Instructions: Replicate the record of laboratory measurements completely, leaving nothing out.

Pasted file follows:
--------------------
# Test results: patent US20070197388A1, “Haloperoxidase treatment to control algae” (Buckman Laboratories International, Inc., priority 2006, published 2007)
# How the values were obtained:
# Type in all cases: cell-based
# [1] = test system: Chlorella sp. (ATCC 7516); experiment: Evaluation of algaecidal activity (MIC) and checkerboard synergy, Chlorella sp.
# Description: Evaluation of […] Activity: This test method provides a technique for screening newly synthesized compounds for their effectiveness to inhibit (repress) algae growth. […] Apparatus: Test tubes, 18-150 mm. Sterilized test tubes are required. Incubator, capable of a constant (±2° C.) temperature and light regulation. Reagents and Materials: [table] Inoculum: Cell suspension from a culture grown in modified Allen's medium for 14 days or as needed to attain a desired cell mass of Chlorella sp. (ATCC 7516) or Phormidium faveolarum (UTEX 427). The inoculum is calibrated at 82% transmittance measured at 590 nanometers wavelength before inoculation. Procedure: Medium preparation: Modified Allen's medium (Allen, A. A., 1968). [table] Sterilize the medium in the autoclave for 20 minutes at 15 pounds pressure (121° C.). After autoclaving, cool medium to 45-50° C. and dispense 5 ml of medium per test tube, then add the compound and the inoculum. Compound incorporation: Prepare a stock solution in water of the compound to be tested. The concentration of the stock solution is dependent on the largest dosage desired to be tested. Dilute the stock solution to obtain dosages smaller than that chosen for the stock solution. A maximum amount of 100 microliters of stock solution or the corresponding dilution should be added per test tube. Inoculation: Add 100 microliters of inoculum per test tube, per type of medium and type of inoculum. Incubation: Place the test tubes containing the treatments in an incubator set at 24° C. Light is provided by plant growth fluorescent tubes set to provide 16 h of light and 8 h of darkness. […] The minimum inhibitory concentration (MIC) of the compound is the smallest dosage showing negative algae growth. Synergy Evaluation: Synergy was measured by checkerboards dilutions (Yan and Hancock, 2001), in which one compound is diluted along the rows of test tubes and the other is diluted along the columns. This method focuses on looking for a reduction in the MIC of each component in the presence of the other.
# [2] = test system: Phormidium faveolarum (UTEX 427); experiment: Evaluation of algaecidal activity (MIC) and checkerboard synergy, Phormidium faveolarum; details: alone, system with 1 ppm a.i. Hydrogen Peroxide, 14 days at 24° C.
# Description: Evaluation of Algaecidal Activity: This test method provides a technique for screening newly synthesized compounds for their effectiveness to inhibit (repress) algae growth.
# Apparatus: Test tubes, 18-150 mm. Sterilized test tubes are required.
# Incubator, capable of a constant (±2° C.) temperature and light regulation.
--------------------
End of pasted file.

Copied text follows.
# Test results: patent US20070197388A1, “Haloperoxidase treatment to control algae” (Buckman Laboratories International, Inc., priority 2006, published 2007)
# How the values were obtained:
# Type in all cases: cell-based
# [1] = test system: Chlorella sp. (ATCC 7516); experiment: Evaluation of algaecidal activity (MIC) and checkerboard synergy, Chlorella sp.
# Description: Evaluation of […] Activity: This test method provides a technique for screening newly synthesized compounds for their effectiveness to inhibit (repress) algae growth. […] Apparatus: Test tubes, 18-150 mm. Sterilized test tubes are required. Incubator, capable of a constant (±2° C.) temperature and light regulation. Reagents and Materials: [table] Inoculum: Cell suspension from a culture grown in modified Allen's medium for 14 days or as needed to attain a desired cell mass of Chlorella sp. (ATCC 7516) or Phormidium faveolarum (UTEX 427). The inoculum is calibrated at 82% transmittance measured at 590 nanometers wavelength before inoculation. Procedure: Medium preparation: Modified Allen's medium (Allen, A. A., 1968). [table] Sterilize the medium in the autoclave for 20 minutes at 15 pounds pressure (121° C.). After autoclaving, cool medium to 45-50° C. and dispense 5 ml of medium per test tube, then add the compound and the inoculum. Compound incorporation: Prepare a stock solution in water of the compound to be tested. The concentration of the stock solution is dependent on the largest dosage desired to be tested. Dilute the stock solution to obtain dosages smaller than that chosen for the stock solution. A maximum amount of 100 microliters of stock solution or the corresponding dilution should be added per test tube. Inoculation: Add 100 microliters of inoculum per test tube, per type of medium and type of inoculum. Incubation: Place the test tubes containing the treatments in an incubator set at 24° C. Light is provided by plant growth fluorescent tubes set to provide 16 h of light and 8 h of darkness. […] The minimum inhibitory concentration (MIC) of the compound is the smallest dosage showing negative algae growth. Synergy Evaluation: Synergy was measured by checkerboards dilutions (Yan and Hancock, 2001), in which one compound is diluted along the rows of test tubes and the other is diluted along the columns. This method focuses on looking for a reduction in the MIC of each component in the presence of the other.
# [2] = test system: Phormidium faveolarum (UTEX 427); experiment: Evaluation of algaecidal activity (MIC) and checkerboard synergy, Phormidium faveolarum; details: alone, system with 1 ppm a.i. Hydrogen Peroxide, 14 days at 24° C.
# Description: Evaluation of Algaecidal Activity: This test method provides a technique for screening newly synthesized compounds for their effectiveness to inhibit (repress) algae growth.
# Apparatus: Test tubes, 18-150 mm. Sterilized test tubes are required.
# Incubator, capable of a constant (±2° C.) temperature and light regulation.